illustration of a man standing on an island and looking out at the ocean with the title Robison Crusoe written in the sky

Robinson Crusoe

by Daniel Defoe

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Where does the theme of colonialism come into play in Robinson Crusoe?

The theme of colonialism is apparent throughout Robinson Crusoe. It is particularly evident when the narrator asserts his "undoubted right of dominion" over the island and describes its other inhabitants as his subjects.

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In Chapter 16 of Robinson Crusoe, the narrator describes his attack on some unarmed islanders he calls "savages" and "cannibals." Having rescued their prisoners, he describes his position as master of the island and its population in comically grandiose terms:

My island was now peopled, and I thought myself very rich in subjects; and it was a merry reflection, which I frequently made, how like a king I looked. First of all, the whole country was my own property, so that I had an undoubted right of dominion. Secondly, my people were perfectly subjected—I was absolutely lord and lawgiver—they all owed their lives to me, and were ready to lay down their lives, if there had been occasion for it, for me. It was remarkable, too, I had but three subjects, and they were of three different religions—my man Friday was a Protestant, his father was a Pagan and a cannibal, and the Spaniard was a Papist. However, I allowed liberty of conscience throughout my dominions. But this is by the way.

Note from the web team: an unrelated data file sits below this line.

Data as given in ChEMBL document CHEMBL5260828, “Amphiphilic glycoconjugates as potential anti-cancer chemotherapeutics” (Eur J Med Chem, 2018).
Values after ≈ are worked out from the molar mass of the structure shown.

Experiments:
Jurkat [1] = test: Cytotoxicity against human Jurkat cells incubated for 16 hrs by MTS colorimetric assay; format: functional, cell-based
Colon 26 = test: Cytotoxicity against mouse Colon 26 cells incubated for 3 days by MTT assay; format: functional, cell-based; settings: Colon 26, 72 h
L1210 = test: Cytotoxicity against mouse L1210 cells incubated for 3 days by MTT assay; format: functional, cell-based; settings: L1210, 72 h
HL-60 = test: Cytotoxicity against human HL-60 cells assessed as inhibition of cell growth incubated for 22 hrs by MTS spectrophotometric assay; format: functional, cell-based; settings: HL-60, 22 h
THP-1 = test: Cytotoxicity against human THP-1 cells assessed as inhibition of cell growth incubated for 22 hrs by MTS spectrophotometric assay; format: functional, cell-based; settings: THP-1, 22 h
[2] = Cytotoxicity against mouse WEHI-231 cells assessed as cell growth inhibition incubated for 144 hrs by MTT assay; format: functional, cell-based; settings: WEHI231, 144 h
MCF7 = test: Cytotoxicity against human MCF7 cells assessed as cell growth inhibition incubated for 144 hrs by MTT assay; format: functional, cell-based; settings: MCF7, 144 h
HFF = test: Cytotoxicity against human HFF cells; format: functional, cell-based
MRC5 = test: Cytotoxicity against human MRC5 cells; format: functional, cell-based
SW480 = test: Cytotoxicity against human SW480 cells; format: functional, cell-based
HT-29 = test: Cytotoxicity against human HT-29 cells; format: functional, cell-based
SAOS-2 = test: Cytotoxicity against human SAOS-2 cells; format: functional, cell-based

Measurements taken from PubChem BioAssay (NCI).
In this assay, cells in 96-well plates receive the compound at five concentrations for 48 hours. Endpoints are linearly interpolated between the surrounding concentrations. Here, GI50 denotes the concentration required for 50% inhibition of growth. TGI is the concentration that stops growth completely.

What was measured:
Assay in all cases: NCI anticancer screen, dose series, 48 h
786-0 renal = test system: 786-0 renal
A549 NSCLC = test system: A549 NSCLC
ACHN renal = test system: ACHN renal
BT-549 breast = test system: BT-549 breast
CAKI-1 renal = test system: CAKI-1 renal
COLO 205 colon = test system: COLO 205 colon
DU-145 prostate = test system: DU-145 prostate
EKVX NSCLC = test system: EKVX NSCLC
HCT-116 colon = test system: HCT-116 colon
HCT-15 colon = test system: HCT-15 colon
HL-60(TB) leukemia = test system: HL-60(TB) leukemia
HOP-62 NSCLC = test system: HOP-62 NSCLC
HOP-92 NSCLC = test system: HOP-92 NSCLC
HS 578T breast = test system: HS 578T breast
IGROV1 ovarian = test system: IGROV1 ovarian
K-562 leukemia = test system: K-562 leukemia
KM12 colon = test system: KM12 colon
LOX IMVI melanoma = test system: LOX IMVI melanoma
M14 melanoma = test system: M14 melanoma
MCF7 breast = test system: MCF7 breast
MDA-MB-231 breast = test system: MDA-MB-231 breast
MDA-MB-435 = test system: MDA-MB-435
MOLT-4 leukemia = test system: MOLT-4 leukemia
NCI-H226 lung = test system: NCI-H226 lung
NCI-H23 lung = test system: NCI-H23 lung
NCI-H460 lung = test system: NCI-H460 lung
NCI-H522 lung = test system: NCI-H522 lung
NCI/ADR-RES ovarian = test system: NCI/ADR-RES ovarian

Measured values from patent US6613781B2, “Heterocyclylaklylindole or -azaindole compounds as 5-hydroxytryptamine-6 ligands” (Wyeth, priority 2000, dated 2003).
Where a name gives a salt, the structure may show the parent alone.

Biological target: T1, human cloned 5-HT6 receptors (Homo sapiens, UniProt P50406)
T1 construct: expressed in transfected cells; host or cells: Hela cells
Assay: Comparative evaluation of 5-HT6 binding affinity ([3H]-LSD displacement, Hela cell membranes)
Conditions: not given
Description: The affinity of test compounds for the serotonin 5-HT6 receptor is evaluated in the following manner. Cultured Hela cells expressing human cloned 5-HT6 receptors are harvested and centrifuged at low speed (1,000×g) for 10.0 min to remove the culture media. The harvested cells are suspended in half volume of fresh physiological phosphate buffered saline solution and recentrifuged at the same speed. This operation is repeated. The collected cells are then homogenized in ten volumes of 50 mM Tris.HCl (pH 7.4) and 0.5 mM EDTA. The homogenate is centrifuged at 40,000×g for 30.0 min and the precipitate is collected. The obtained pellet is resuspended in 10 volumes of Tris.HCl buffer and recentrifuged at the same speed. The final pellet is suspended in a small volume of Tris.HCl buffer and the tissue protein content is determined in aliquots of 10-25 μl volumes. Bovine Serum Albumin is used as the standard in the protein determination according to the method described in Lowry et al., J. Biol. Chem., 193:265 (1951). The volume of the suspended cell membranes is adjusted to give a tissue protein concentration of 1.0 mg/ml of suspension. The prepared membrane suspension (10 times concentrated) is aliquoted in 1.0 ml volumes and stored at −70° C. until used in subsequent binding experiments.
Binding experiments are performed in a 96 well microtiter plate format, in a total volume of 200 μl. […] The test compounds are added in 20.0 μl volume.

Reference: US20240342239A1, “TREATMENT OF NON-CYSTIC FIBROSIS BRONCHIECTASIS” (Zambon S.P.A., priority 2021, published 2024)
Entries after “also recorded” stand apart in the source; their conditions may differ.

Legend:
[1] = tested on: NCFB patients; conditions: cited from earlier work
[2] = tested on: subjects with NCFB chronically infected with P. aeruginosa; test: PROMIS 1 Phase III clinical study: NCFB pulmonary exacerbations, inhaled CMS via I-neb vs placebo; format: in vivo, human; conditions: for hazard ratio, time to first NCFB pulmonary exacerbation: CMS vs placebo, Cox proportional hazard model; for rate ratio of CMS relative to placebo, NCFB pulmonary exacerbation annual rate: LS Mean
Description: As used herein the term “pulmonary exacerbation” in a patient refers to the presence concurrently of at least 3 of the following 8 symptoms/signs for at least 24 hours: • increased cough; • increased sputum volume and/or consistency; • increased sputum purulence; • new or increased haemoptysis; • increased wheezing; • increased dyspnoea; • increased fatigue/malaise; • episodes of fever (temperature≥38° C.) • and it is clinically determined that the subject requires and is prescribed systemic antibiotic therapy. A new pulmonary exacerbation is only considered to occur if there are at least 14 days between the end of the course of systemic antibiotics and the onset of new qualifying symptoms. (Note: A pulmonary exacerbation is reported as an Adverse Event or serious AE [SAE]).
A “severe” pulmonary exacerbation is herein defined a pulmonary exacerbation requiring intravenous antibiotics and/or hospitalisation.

The irony here is evident, but it is based on the scale, not the structure, of Crusoe's kingdom. He does not doubt the substance of any of the points he makes. He says that the island is his "own property," and is his by "right." The King of England (George I at the time) would have been careful not to say any such thing about England itself, as the execution of Charles I in the previous century was based on such claims. However, they did apply to the royal colonies, and Crusoe's assumption of ownership is a classically colonialist position. The statements that he is "lord and lawgiver" to all three of his subjects, and that it is for him to decree whether they are permitted to follow their religions, reflect similar assumptions.

At this point, Crusoe has been on the island for over twenty-six years. However, nothing that has happened has modified his initial view that he has a god-given right to regard the island as his own, and to treat everyone on it as a slave or a subject. This viewpoint remains consistent through all the vicissitudes of the narrative.

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As others have noted, the chief way colonialism is exhibited in this novel is through Crusoe's treatment of Friday, the native whose life he saves.

Crusoe has unquestioned feelings of superiority over Friday and evaluates him by European norms, approving of his physical appearance, for example, because his features and darker coloring conform to a European notion of intelligence and attractiveness. Crusoe also fails to show an interest in Friday's culture or religion; he assumes Friday should and will conform to his culture as more "advanced." Like a typical colonialist, Crusoe gives this native a European name, converts him to Christianity, and makes him his slave (although his rule is benign and friendly).

Crusoe never interrogates whether it is right to treat Friday as an inferior; the idea that Friday might be an equal or have something to teach him never seems to even remotely cross his mind. (The 1960s retelling of the story by Michel Tournier, called Friday, is a fascinating take on the original, in which Crusoe does end up learning from Friday. You can read about it on eNotes.)